How a 141-point deduction became 6 – FAW v Pontypridd United AFC

5th January 2024

A recent decision – which can be read here – to deduct 141-points from Pontypridd United has gained widespread attention as 135 of the points were suspended for a period of two years.

This article explores the background to that decision and how that decision was made.


The Football Association of Wales (the “FAW”) is the governing body for football in Wales and governs domestic football competitions in Wales. It sets the rules and regulations with which clubs participating in its domestic competitions must abide (the “Rules”).

Pontypridd United were promoted to the Cymru Premier – the top division in Wales with 12 clubs – for the 2022/23 season. They survived relegation during that season by finishing 8th, 6 points ahead of 11th placed Flint Town United, and therefore remained in the Cymru Premier for the current 2023/24 season where at the start of December 2023 they were in 10th place.

The Rules requires clubs to register all their players properly and in accordance with the Rules – a failure to properly register a player means that player is ineligible to play in competitive fixtures for the club. In relation to professional players – that is, players who are paid more than merely their expenses – a copy of the relevant contract must also be submitted and registered with the FAW. Registration of players is made through an online portal known as COMET.

The charges

In October 2023, the FAW became aware that Pontypridd United may have failed to properly register three professional players for the 2022/23 season as well as one of those players for the current 2023/24 season. In relation to two of those players, there were also allegations that they had failed to pay those players sums they were due and failed to properly terminate their contracts.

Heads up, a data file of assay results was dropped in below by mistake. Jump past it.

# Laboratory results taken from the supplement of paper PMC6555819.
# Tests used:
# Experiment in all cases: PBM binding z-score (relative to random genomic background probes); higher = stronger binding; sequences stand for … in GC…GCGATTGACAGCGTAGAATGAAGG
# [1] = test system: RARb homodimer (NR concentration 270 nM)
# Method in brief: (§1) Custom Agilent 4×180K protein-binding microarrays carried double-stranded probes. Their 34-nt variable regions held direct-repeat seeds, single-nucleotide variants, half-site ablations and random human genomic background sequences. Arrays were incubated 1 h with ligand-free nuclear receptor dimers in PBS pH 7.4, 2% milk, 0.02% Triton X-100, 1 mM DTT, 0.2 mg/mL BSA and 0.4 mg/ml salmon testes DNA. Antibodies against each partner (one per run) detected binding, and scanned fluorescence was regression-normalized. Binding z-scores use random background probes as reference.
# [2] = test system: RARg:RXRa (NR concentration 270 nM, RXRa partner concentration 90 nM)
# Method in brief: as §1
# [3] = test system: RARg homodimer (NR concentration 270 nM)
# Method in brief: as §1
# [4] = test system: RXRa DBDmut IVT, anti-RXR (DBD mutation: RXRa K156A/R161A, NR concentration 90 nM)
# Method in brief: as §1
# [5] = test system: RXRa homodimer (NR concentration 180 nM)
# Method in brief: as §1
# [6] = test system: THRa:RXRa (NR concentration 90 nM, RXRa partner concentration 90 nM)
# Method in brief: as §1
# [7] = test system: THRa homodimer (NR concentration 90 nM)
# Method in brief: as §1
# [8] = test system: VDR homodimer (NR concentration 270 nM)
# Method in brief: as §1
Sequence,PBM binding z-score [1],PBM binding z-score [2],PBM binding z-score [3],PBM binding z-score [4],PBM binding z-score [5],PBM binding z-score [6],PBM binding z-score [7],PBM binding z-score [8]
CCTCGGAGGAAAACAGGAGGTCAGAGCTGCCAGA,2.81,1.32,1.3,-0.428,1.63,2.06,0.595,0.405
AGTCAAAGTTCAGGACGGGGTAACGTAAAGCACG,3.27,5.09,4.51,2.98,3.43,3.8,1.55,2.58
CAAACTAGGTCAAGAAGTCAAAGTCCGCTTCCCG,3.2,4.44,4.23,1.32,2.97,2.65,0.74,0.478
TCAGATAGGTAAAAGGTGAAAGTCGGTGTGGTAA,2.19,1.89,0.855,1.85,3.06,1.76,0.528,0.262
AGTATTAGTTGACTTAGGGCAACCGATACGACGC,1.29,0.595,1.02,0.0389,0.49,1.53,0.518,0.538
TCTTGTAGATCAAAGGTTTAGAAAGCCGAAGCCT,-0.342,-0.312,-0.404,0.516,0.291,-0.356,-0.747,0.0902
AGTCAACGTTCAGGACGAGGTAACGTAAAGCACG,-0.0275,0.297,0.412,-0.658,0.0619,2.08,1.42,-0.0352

It should be noted that charges 4 and 8 below had already been determined to have been breached previously. Additionally, Pontypridd United had previously been expelled from the 2023/24 Welsh Cup as a result of playing Jordon Knott.

The charges can be summarised as follows:

1.Eliot Richards2022/23Not submitting a professional player's contract
2.Eliot Richards2022/23Not registering a professional player's contract
3.Eliot Richards2022/23Playing him in 14 Cymru Premier matches whilst he was ineligible
4.Eliot Richards2022/23Failing to pay the sums due under his contract
5.Eliot Richards2023/24Not submitting a professional player's contract
6.Eliot Richards2023/24Not registering a professional player's contract
7.Eliot Richards2023/24Wrongfully terminating his contract and failing to inform the FAW of the termination of his contract
8.Corey Jenkins2022/23Failing to pay the sums due under his contract
9.Corey Jenkins2023/24Not submitting a professional player's contract
10.Corey Jenkins2023/24Wrongfully terminating his contract and failing to inform the FAW of the termination of his contract